Minnesota is among the best states in the country at social distancing during the COVID-19 outbreak.
That's according to new data provided by Unacast, which has graded each state and county based upon their cellphone movements – Minnesota gets an "A" grade.
Since the outbreak began, Minnesotans have decreased their distance traveled by 45.66 percent, after state leaders called on residents to stay home when possible to slow the spread of the virus.
That is higher than the national average, with Americans on average reducing their travel by just over 39 percent.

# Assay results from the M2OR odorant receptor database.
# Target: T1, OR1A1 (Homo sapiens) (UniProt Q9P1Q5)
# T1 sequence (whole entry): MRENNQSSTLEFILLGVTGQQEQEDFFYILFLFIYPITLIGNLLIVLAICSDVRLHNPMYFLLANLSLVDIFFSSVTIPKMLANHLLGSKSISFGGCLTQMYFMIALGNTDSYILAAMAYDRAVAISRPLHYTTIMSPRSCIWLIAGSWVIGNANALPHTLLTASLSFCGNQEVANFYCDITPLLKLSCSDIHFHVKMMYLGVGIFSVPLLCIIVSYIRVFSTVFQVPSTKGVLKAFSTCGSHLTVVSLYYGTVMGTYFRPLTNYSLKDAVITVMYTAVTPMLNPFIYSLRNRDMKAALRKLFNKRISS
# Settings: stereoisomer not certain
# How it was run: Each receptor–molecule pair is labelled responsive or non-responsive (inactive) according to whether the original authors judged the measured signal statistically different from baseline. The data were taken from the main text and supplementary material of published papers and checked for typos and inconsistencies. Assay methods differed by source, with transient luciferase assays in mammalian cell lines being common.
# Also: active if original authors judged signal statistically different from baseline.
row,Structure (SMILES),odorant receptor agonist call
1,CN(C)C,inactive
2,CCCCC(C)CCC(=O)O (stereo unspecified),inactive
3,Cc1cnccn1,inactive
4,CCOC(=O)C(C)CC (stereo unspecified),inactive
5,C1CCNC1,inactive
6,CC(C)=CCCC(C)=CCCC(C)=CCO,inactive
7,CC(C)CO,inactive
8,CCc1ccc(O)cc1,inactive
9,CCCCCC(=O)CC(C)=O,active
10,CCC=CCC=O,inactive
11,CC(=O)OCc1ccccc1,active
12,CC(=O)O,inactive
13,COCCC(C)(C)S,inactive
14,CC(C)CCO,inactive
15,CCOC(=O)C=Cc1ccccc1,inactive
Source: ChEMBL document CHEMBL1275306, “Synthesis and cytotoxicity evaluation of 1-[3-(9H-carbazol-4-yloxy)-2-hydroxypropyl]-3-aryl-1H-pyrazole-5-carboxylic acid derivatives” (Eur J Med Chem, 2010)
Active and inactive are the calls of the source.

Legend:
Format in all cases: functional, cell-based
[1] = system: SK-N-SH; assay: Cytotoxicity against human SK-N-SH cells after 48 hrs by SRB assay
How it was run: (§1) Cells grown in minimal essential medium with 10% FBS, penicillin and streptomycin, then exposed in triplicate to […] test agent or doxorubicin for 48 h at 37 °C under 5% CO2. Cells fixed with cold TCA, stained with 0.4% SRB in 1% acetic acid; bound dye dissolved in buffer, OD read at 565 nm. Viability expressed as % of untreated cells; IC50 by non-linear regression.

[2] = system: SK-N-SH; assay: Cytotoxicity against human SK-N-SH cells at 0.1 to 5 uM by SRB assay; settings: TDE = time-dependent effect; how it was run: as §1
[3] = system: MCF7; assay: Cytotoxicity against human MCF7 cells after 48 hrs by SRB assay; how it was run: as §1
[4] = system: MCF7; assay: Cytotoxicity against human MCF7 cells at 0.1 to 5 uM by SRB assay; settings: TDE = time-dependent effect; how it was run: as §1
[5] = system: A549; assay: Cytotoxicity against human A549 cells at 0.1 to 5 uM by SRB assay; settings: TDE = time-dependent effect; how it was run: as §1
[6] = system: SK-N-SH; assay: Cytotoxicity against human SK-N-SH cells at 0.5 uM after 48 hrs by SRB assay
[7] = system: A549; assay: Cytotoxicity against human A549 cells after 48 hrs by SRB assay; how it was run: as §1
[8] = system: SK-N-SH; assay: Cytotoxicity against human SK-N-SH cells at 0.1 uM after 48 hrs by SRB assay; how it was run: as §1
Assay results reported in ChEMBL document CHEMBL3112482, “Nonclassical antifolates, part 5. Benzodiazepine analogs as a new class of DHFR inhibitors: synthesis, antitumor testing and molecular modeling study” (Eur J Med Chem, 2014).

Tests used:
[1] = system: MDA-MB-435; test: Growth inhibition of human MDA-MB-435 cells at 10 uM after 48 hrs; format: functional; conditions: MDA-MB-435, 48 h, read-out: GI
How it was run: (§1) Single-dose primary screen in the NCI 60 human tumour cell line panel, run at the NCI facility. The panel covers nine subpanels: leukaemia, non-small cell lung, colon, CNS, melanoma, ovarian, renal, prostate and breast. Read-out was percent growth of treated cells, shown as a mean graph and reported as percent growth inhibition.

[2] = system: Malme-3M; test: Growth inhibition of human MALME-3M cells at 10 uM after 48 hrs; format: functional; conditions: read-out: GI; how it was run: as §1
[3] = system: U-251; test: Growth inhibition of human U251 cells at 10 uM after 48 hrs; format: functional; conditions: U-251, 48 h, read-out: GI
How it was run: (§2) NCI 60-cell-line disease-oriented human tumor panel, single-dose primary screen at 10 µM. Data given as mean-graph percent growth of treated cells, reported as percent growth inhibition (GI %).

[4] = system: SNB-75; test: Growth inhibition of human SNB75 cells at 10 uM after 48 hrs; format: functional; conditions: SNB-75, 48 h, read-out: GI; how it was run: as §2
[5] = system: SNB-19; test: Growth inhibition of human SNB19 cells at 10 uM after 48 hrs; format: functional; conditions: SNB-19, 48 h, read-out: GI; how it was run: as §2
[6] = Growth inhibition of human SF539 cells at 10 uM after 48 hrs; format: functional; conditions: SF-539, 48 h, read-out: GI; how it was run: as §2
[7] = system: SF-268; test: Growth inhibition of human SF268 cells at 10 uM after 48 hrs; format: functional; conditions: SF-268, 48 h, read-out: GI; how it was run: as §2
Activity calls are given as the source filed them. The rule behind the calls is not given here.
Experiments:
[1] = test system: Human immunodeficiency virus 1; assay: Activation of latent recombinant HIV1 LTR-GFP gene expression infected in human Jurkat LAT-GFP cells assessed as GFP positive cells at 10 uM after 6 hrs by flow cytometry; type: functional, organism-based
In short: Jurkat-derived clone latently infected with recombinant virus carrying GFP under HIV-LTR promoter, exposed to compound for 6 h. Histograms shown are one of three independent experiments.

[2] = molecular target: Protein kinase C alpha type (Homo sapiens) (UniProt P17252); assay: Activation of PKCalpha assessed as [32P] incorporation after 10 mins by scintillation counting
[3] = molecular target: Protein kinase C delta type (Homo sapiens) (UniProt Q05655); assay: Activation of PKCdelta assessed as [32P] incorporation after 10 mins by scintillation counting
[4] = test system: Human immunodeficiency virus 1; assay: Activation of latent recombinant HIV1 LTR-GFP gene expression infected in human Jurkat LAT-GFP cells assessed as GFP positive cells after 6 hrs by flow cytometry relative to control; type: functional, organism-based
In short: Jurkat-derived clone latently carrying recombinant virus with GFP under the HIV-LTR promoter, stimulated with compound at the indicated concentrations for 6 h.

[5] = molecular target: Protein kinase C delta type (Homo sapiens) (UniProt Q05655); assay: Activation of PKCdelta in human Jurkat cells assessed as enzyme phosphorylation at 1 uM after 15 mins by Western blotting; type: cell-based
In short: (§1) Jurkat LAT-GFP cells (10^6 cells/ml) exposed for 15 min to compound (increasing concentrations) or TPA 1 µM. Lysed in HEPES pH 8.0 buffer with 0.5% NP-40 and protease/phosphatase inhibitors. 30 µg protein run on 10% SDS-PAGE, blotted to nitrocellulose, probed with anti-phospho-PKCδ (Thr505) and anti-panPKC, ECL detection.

Gov. Tim Walz referenced the data in his press conference on Tuesday, saying that the efforts of Minnesotans is helping to stretch out "the peak infection rate a little bit," thus helping reduce the demand on healthcare services.
Those living in the Twin Cities have been particularly good at staying put, with Hennepin County residents cutting their travel in half, while Carver County residents have cut theirs by 56 percent.
Top of the pile is Washington County in the east metro, where residents have reduced their travel by 57 percent.
Other top performing counties include Swift, Traverse, Red Lake, and Norman, though these have fluctuating results due to the smaller sample size.
On the flip side, the worst performing county is Otter Tail, where residents have only reduced their travel by 17 percent.
Lake and Aitkin counties had similar small reductions in travel.